9 out of 10 infants received vaccinations in 2017 : WHO Global Analysis
Its good news finally-Global Estimates by WHO reveals that 9 in 10 infants received vaccinations in 2017. In all about 123 million infants, received at least one dose of diphtheria-tetanus-pertussis vaccine in 2017 all over the world.It is a usual practice that WHO and UNICEF jointly produce national immunization coverage estimates for each of the 194 WHO member States on an annual basis. It can not be denied that immunization is a building block of strong primary health care and universal health coverage. Moreover, it offers every child the chance of a healthy life from the start and provides a point of contact for healthcare at the beginning of their life.
Since 2015, the percentage of children who received their full course of three dose diphtheria-tetanus-pertussis (DTP3) routine immunizations is sustained at 85% (116.2 million infants).
It is certainly satisfying that an additional 4.6 million infants have been vaccinated globally in 2017 compared to 2010.
Although global immunization coverage with DTP3 remains at 85% DTP3 coverage in the African region remains at 72% since 2010.
If universal immunization coverage is to be realized, more concerted efforts needed to reach universal immunization coverage. To reach targets an estimated 20 million additional children need to be vaccinated with DTP3; 45 million additional children need to be vaccinated with a second dose of measles vaccine and 76 million more children need to be vaccinated with 3 doses of pneumococcal conjugate vaccine.
The WHO figures for immunization are as follows-
- All over the world, almost 85% of children have been vaccinated with the first dose of measles vaccine by their first birthday through routine health services and 67% with a second dose.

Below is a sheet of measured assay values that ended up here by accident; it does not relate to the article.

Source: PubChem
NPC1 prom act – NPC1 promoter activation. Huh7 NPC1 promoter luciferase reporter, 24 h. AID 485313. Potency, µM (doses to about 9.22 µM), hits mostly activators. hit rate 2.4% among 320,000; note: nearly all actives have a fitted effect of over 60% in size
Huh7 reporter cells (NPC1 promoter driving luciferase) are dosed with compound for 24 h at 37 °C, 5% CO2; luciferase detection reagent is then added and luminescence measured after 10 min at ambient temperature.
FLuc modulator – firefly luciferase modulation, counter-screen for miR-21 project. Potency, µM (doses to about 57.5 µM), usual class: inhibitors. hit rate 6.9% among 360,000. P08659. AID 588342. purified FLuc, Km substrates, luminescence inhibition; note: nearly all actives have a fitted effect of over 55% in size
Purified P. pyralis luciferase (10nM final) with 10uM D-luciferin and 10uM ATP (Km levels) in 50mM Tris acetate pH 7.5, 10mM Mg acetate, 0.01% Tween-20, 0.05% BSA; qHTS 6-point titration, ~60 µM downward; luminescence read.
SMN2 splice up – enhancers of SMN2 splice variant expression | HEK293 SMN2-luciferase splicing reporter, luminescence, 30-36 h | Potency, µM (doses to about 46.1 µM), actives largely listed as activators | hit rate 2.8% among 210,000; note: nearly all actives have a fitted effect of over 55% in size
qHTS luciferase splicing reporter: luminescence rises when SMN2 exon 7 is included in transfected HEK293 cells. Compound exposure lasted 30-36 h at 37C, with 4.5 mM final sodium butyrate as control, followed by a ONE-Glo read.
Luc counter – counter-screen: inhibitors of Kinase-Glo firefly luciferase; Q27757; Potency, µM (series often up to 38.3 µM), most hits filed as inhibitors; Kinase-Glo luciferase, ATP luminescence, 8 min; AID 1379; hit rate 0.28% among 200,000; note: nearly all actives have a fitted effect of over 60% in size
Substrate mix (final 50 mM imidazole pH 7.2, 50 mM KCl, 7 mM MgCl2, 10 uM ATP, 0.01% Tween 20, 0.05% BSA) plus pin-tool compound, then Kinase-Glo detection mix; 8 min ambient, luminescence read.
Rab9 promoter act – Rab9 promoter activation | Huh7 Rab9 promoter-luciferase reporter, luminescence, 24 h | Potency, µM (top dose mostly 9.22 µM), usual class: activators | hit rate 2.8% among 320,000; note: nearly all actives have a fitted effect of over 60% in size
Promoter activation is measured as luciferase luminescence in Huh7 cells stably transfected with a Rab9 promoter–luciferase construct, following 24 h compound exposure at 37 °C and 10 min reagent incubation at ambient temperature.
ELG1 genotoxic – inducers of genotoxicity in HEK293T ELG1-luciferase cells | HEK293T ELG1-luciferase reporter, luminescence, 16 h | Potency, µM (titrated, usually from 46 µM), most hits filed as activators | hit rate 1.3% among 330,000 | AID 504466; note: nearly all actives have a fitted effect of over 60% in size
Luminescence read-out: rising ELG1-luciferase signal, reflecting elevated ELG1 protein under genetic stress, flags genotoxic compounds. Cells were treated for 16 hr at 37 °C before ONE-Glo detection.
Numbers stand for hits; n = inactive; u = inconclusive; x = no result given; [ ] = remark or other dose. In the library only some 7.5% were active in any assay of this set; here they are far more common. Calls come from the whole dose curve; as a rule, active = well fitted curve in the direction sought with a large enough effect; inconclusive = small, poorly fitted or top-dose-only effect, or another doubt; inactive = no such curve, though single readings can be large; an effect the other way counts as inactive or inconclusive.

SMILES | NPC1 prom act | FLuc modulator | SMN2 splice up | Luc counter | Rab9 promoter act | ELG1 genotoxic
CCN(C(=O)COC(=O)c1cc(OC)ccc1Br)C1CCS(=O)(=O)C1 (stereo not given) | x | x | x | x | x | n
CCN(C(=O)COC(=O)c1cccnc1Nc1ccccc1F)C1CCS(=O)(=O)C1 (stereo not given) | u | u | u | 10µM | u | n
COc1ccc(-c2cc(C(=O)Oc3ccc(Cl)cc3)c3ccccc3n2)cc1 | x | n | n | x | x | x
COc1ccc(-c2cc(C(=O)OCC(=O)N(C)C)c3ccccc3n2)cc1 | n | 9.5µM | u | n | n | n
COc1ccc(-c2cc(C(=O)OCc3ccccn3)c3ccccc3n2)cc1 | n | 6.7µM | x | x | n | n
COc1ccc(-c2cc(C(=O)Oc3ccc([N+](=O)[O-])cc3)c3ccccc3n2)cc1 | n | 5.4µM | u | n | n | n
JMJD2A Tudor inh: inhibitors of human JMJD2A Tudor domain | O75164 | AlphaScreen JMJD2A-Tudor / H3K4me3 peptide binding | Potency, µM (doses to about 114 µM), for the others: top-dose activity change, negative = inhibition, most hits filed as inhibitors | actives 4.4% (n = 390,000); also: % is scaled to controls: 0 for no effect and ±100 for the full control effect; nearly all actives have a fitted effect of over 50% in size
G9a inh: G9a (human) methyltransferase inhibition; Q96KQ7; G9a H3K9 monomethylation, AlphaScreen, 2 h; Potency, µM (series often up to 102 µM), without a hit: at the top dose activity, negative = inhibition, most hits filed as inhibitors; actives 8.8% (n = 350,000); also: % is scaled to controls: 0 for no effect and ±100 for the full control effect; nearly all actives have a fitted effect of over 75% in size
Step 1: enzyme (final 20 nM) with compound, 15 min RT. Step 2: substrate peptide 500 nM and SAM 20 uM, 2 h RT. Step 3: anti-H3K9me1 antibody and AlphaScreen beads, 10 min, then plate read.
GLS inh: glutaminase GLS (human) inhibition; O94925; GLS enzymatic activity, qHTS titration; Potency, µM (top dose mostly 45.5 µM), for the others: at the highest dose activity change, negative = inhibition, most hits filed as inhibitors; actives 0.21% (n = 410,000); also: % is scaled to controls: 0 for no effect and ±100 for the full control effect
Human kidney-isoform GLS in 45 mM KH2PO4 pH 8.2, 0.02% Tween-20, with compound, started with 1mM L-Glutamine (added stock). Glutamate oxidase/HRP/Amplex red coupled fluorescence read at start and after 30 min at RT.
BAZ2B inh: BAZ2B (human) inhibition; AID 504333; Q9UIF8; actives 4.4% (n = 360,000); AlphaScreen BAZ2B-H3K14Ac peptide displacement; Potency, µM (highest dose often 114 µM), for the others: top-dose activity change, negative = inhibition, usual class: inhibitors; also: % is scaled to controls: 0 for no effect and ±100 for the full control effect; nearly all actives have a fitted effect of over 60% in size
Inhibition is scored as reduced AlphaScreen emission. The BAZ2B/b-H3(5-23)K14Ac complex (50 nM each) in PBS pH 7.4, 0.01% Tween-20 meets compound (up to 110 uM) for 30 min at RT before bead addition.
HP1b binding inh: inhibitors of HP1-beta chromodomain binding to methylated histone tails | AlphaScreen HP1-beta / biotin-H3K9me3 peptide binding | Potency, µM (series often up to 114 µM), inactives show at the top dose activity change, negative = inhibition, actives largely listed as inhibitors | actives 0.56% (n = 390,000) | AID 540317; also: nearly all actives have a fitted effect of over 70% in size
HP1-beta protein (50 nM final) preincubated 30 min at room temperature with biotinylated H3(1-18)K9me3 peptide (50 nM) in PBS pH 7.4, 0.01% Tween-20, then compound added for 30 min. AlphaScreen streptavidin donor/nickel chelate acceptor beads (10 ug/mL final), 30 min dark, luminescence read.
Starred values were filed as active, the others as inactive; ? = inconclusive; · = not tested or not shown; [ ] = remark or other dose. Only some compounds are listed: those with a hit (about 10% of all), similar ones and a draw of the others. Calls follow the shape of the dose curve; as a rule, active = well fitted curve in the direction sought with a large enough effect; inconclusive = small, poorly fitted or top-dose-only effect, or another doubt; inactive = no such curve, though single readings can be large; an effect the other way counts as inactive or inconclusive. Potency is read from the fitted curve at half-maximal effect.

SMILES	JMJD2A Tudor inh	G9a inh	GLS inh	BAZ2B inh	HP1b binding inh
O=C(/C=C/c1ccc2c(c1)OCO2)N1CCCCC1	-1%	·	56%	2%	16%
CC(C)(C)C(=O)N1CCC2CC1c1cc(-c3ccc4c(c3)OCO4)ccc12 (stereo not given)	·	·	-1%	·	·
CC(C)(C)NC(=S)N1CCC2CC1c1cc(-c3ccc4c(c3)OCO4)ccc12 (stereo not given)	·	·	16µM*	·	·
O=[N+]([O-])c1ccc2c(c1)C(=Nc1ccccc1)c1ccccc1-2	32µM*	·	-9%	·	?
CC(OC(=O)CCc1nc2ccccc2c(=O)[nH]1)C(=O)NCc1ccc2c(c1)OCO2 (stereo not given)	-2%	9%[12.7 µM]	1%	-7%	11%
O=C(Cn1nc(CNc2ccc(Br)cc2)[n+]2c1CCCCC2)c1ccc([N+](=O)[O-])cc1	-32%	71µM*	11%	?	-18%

- In all, 167 countries have included a second dose of measles vaccine as part of their routine vaccination schedule. But coverage levels remain well short of the WHO recommended measles immunization coverage of at least 95% to prevent outbreaks, avert preventable deaths and achieve regional elimination goals.
- In the world, 162 countries now use rubella vaccines and global coverage increased from 35% in 2010 to 52% in 2017, which represents an additional 25 million children vaccinated in 2017 compared to 2010. In the long run, this will reduce the occurrence of congenital rubella syndrome, that results in miscarriages, hearing impairment, congenital heart defects and blindness, among other life-long disabilities.
- Newly available vaccines such as meningitis, malaria and Ebola are being added as part of the life-saving vaccination package. In 2017, the HPV vaccine was introduced in 80 countries to protect against cervical cancer, other types of cancer, and genital warts in both men and women.
- IIin addition vaccines to prevent against major killers of children such as rotavirus, a disease that causes severe childhood diarrhoea, and pneumonia have been around for more than 10 years. The use of rotavirus and pneumococcal conjugate vaccines (PCV) is not on target because in 2017, global coverage was only 28% for rotavirus and 44% for PCV.
WHO and UNICEF are making all-out efforts to collect data on immunization coverage at the subnational level. This will certainly help in removing disparity on the geographical basis. Various countries need to strengthen their health systems and keep adding new vaccines to their national immunization programmes. It is also pertinent to make efforts so that children have access to vaccination and fully complete their vaccination series with all recommended vaccines.
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